- Posted September 3, 2013 by
Nutrition Rules you Never Knew
Diet Advice for Real Results
Load up on fruits and veggies like roasted duck fillet. Never skip breakfast. Watch your portion sizes. While you’ve got a pretty good handle on the healthy eating basics, there are some lesser-known guidelines that could help you lose weight, feel fuller faster and boost the nutrients in your food.
Fatty Salad Dressing
Yes, you read that right. New research out of Purdue University revealed that your body needs a little fat to help absorb the disease-fighting phytochemicals in salad’s veggies. So choose an olive oil–based vinaigrette that way you’re getting healthy fats), and remember that portion size still counts.
Whole Grains aren't Good
If you’re choosing whole-wheat bread over the white stuff, you’re probably doing your family a favor—whole grains lower your heart disease risk, keep you fuller longer and more good things.
Don't Eat Fruits Alone
That’s fine. Your all-fruit smoothie or gigantic bowl of melon, on the other hand, isn’t going to work as a stand-alone meal. For a meal or snack that lasts, combine fruit with protein or healthy fat, both of which slow down digestion and prevent that sugar rush.
he longer “fresh” produce sits around, the more nutrients it loses. So if broccoli or berries are trucked across the country before hitting your grocery store, buying frozen may be better especially in winter. Frozen fruits and vegetables are preserved at peak ripeness
Dessert in the Morning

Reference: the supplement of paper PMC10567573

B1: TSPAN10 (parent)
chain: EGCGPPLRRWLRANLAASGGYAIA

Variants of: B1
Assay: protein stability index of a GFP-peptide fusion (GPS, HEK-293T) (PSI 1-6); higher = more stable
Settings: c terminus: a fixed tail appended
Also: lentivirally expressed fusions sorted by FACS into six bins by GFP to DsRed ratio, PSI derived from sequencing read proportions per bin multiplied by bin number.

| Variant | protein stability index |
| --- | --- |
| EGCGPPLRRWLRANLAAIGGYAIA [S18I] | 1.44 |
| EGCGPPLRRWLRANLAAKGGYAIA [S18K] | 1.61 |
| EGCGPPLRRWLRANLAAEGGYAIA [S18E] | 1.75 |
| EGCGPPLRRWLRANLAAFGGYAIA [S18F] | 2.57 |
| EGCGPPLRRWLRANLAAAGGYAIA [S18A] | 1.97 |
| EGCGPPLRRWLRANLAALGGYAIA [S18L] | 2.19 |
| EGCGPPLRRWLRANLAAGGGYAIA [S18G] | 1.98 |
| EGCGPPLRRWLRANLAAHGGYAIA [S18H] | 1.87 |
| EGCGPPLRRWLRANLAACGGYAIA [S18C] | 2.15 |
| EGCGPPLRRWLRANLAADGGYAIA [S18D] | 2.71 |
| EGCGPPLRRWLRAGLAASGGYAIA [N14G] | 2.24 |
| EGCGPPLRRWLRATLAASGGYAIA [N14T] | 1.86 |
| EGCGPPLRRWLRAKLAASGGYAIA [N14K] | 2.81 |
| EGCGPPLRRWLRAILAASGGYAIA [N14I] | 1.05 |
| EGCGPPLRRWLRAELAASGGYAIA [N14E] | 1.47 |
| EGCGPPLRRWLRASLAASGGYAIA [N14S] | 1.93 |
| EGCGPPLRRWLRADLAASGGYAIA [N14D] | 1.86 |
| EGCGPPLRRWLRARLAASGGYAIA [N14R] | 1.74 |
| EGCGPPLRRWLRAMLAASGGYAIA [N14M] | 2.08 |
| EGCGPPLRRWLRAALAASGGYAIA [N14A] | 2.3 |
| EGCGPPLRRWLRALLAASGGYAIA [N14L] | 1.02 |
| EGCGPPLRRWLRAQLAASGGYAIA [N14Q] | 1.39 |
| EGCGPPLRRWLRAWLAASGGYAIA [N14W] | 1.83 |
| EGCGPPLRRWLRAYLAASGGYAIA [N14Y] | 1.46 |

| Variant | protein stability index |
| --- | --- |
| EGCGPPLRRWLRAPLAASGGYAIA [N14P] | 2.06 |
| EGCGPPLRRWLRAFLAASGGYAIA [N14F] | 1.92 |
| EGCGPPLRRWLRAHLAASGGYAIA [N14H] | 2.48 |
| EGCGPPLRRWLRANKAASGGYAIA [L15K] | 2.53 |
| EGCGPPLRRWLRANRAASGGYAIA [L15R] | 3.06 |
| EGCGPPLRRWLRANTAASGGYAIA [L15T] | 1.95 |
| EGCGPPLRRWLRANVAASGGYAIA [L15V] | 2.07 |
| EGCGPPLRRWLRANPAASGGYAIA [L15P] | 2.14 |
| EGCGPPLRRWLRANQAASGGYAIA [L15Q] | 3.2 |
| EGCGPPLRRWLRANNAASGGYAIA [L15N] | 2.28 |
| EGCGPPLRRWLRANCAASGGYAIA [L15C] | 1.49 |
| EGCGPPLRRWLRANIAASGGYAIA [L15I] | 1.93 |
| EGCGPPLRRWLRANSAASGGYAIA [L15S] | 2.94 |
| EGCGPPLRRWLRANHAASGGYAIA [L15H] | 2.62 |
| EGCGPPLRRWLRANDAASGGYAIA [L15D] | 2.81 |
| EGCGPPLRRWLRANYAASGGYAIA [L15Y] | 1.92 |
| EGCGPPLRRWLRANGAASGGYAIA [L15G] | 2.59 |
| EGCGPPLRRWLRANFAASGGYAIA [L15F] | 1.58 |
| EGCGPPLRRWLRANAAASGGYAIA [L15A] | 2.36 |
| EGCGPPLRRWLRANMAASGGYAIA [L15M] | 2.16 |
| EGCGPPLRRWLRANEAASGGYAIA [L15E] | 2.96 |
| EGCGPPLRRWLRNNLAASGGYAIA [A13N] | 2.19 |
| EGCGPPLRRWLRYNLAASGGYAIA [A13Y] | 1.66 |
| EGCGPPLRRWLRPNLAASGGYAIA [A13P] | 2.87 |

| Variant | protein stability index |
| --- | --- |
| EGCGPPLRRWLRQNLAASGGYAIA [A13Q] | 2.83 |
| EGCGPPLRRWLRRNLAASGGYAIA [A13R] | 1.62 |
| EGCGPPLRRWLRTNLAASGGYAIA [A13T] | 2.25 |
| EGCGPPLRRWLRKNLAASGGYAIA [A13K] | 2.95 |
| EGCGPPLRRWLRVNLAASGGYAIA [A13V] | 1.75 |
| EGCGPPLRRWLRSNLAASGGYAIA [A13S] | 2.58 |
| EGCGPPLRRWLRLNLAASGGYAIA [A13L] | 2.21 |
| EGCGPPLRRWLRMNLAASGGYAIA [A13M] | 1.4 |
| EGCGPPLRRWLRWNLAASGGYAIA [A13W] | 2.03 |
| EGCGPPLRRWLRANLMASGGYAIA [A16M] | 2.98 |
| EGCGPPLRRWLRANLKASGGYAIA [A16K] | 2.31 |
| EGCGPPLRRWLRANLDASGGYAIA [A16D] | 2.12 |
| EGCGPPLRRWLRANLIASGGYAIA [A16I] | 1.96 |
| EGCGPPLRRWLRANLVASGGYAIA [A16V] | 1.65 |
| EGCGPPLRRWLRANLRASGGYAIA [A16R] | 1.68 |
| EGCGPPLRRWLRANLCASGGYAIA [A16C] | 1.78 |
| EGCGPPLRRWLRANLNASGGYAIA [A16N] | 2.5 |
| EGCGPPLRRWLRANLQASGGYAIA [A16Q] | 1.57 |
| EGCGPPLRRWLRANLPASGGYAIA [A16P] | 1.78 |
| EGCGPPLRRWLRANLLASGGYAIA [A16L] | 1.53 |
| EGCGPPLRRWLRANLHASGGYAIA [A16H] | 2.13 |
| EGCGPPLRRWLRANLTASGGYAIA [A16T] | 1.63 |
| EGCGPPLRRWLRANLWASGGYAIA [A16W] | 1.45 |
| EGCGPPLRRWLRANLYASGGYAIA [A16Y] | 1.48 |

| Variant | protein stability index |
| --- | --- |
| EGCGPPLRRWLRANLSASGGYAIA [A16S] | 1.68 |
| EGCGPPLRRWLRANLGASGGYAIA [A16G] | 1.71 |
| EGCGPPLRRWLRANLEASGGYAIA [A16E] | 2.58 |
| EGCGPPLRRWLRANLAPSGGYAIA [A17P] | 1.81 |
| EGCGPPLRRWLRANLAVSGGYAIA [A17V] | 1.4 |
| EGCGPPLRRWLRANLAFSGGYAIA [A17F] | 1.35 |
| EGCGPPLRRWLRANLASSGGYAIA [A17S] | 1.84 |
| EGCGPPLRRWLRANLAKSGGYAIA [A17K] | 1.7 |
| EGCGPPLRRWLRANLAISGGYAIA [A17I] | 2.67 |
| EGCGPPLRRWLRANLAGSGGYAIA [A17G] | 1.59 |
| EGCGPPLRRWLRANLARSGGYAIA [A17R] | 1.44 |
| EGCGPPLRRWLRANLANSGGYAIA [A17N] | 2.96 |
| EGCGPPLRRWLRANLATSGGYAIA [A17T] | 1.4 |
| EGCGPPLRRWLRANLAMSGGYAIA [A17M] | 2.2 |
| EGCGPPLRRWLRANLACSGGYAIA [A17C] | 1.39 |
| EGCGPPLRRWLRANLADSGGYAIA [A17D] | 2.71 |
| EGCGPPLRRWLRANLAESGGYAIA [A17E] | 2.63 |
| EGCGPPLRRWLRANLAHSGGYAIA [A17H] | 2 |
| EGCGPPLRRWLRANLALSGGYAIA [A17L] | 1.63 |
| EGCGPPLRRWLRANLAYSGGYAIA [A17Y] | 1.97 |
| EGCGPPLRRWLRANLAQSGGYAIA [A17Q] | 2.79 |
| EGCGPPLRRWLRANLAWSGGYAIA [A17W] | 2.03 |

You’re less likely to overeat at breakfast. Plus, taking away that restrictive feeling early can keep cravings away all day long. This isn’t license to knock off a huge hunk of chocolate cake as your morning meal—but a small sliver after a balanced breakfast of protein and healthy carbs (like eggs and whole-wheat toast) could help you eat healthier later
Healthy Eating for Yourself
The easier you make it to diet, the better you’ll do, right? Don’t stock up on frozen meals just yet. Some convenience is healthy. Extra effort prompts you to appreciate what’s in front of you so you eat slowly, savor every bite and get fuller faster. The same work-harder rule applies to snacking too.
Attention, carb-lovers: A shorter cooking time for your spaghetti may translate into better digestion and self-control. You’re going to chew tougher pasta more, versus slurping down soft noodles. That stimulates digestive enzymes so you process it better. Bonus: Blatner says there’s also some science that says al dente pasta may stabilize blood sugar levels which may ultimately ward off cravings.
Grilled chicken breast, plain low-fat yogurt, straight-up oatmeal avoiding heavy sauces and sugary add-ins can quickly put you in a boring-and-bland rut. The solution: adding seasonings like cinnamon, turmeric, garlic, cayenne pepper and ginger. You won’t just boost the flavor you’ll boost your health and metabolism too
Drink more Coffee
Tea is the health drink du jour, and with good reason. It’s packed with potent antioxidants. But coffee is also loaded with plant compounds that could reduce your risk for diabetes and Alzheimer’s-like dementia. Plus, research shows a little caffeine may even help you power through an intense morning workout
Let yourself Hungry
You’ve been told to snack more often to curb cravings, but experts say this preventative eating rule when followed too closely can open the door to overdoing it. “Five mini-meals a day isn’t going to work for everyone. Some people eat just because they think they should, and the calories add up.” So try this: Get a little hungry before your first snack of the day. If it’s happening sooner than four hours post-breakfast, you’re probably eating too little at your morning meal, and if it’s happening later, you’re eating too much.